The national bird of South Africa, the Blue Crane, is endemic to southern Africa with most of its range falling in South Africa. It is the world’s most range-restricted crane. Strong populations are found in the Overberg region in the Western Cape, the Eastern Cape and western KwaZulu-Natal, and in southern parts of Mpumalanga.
How to recognise a Blue Crane
Blue Cranes stand about 110–120 cm in in height, and weigh about 4.5–5.1 kg. Their wingspan is 180–210 cm. The plumage colour is pale grey, lightest on head and darkest on the tertial plumes. They can be distinguished from grey-coloured herons (e.g. the Grey Heron and Black-headed Heron) by their long tertial plumes, which almost trail on the ground, the differently shaped head and bill; and in flight by the outstretched neck. Juveniles lack tertial plumes, but otherwise resemble the adults. Chicks are covered in greyish down.
They fly at as much as 60–70 km/hr, sometimes in a V-formation, and walk on the ground while foraging. When threatened or disturbed, they may adopt a stiff, strutting walk while shaking their head and flicking the bill from side-to-side.
They communicate by making noisy calls, especially in flocks. Both sexes utter loud, guttural bugle-like notes, ‘krraaarrr’. Pairs perform a duet, dancing and jostling. Pairs and potential pairs engage in courtship dancing in which they bow to each other, leap into the air, take short runs and toss up bits of grass and small mammals into the air. Pairs then take break away from the flocks and take up occupation of breeding sites. Small young ones make a soft peeping sound until more than a year old. They start making the adult bugle sound from 10 to 11 months, but are only capable of the full bugle by about 16 months.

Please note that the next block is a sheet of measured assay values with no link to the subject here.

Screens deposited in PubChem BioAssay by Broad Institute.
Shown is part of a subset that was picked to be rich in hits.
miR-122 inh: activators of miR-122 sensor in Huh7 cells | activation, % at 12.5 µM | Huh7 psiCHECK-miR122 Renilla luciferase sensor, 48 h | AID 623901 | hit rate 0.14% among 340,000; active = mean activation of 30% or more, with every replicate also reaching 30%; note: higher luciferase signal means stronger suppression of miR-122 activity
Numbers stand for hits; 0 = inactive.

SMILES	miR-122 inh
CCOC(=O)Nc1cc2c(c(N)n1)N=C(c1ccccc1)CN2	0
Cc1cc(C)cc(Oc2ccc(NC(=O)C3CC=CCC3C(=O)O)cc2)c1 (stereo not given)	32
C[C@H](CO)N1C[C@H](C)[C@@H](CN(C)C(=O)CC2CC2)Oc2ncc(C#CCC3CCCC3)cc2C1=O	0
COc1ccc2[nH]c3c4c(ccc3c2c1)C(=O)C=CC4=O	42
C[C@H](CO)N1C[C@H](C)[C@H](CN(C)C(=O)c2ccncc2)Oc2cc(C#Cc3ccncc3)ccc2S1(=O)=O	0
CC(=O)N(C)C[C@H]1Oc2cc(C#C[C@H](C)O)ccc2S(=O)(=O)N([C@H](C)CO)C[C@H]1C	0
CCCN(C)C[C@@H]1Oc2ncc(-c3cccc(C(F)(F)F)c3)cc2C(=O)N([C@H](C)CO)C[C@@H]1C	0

Blue Cranes are endemic to southern Africa, mainly the southern and eastern parts of South Africa from the southern and eastern Mpumalanga Highveld through the Free State, KwaZulu-Natal and the Eastern Cape. Flocks also occur in the Western Cape, especially in the Overberg area, and seasonally as far north as Nieuwoudtville. A small breeding population of approximately 60 individuals exists in northern Namibia, in and around the Etosha pan, and vagrants reach Botswana. There have been some unconfirmed records of sightings in Zimbabwe. They have been decreasing in numbers in the Eastern Cape and are no longer breeding at some former breeding sites in the province. However, they have increased their range in the Western Cape during the last few decades, inhabiting mainly agricultural areas. They frequent open country, such as Highveld grassland, Karoo, pastures and agricultural land.
The Blue Crane is a bird of open grasslands and other upland habitats. They are mostly found in natural vegetation in the eastern parts of their distribution (e.g. Mpumalanga and KwaZulu-Natal), but also utilises cultivated pastures and crop lands. Where shallow wetlands are available, Blue Cranes will roost and feed in them. They are also able to utilise grazed and burnt grassland. In more arid areas, such as the Karoo and Namibia, they are found in dwarf shrubland and dry grassland, but only where rainfall averages more than 300 mm per year. In the Western Cape, they are mostly confined to cereal crop fields and planted pastures.